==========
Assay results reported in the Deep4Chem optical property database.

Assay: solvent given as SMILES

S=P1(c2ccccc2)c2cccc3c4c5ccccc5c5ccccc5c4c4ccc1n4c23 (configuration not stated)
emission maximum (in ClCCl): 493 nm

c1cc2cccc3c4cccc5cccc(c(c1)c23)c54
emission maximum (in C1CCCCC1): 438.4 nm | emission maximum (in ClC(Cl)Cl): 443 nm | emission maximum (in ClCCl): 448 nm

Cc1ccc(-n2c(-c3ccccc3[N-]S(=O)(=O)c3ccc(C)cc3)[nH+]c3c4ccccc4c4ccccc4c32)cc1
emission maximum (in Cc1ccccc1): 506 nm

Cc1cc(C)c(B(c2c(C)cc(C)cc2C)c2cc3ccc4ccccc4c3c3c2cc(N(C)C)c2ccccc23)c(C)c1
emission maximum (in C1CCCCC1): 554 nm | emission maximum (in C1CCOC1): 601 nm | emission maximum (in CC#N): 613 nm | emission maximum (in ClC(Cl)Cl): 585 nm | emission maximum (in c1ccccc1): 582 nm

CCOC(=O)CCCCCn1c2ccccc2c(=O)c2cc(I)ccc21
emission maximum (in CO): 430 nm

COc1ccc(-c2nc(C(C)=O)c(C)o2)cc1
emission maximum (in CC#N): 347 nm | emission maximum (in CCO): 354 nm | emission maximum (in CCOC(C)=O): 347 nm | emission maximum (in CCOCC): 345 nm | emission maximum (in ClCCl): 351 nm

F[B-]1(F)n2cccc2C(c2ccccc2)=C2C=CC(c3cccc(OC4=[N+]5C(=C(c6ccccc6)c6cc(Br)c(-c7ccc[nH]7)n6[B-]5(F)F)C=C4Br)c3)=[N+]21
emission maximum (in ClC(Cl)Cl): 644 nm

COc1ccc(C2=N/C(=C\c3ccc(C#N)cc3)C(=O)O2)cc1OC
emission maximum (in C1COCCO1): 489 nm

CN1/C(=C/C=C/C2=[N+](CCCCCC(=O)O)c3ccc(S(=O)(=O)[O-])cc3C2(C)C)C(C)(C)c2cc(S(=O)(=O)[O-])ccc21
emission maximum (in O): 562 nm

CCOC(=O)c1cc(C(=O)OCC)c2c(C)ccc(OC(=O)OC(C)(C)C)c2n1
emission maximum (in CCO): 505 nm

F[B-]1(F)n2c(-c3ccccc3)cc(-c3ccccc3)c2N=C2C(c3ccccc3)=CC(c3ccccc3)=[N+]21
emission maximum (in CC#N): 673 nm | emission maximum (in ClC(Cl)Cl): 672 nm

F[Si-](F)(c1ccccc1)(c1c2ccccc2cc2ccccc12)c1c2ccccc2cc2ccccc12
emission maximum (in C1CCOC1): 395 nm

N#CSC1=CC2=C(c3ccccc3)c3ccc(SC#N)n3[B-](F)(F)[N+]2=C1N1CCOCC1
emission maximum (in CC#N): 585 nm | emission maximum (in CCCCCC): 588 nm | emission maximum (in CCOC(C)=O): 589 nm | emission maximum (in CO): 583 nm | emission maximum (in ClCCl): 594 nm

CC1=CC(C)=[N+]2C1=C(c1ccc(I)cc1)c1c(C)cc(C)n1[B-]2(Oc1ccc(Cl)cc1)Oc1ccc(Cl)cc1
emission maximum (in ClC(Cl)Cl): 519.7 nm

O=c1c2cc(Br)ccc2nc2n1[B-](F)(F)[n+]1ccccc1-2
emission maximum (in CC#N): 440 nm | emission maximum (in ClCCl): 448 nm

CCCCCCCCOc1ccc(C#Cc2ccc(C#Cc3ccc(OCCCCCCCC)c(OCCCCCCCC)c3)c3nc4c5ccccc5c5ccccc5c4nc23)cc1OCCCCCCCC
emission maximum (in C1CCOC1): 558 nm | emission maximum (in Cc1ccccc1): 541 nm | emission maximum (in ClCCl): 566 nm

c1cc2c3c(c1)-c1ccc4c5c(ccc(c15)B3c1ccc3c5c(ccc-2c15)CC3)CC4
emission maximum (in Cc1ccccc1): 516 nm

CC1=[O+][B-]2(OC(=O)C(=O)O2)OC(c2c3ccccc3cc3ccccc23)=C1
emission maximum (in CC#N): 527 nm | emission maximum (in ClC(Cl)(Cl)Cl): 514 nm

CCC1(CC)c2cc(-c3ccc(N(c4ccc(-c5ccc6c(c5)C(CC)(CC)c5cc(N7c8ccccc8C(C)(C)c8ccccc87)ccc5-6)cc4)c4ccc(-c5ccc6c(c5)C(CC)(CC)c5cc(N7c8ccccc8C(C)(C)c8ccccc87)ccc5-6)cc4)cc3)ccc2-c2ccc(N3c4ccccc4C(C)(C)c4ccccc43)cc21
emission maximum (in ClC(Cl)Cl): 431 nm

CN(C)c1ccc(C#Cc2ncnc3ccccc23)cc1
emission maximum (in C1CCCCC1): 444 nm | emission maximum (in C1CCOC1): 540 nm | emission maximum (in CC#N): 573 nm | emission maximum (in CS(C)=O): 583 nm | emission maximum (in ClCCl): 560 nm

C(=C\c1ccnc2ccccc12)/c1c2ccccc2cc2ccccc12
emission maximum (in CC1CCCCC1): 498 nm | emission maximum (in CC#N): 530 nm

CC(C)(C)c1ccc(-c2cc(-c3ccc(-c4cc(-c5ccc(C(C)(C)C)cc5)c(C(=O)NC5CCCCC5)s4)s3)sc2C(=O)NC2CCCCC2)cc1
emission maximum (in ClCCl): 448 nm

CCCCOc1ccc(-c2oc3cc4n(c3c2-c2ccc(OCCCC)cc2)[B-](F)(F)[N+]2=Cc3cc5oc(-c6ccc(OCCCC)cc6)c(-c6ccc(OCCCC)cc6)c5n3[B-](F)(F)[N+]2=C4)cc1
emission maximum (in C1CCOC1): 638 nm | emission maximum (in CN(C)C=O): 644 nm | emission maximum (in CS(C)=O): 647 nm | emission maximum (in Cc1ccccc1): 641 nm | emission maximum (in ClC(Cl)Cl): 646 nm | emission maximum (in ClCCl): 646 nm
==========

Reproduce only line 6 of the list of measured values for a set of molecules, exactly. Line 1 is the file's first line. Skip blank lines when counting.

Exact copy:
emission maximum (in C1CCCCC1): 438.4 nm | emission maximum (in ClC(Cl)Cl): 443 nm | emission maximum (in ClCCl): 448 nm